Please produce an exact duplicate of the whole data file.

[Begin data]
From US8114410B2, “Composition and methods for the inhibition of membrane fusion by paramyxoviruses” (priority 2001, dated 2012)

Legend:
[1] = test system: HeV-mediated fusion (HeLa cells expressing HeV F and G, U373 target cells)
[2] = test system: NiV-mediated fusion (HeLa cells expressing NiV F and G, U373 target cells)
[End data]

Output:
From US8114410B2, “Composition and methods for the inhibition of membrane fusion by paramyxoviruses” (priority 2001, dated 2012)

Legend:
[1] = test system: HeV-mediated fusion (HeLa cells expressing HeV F and G, U373 target cells)
[2] = test system: NiV-mediated fusion (HeLa cells expressing NiV F and G, U373 target cells)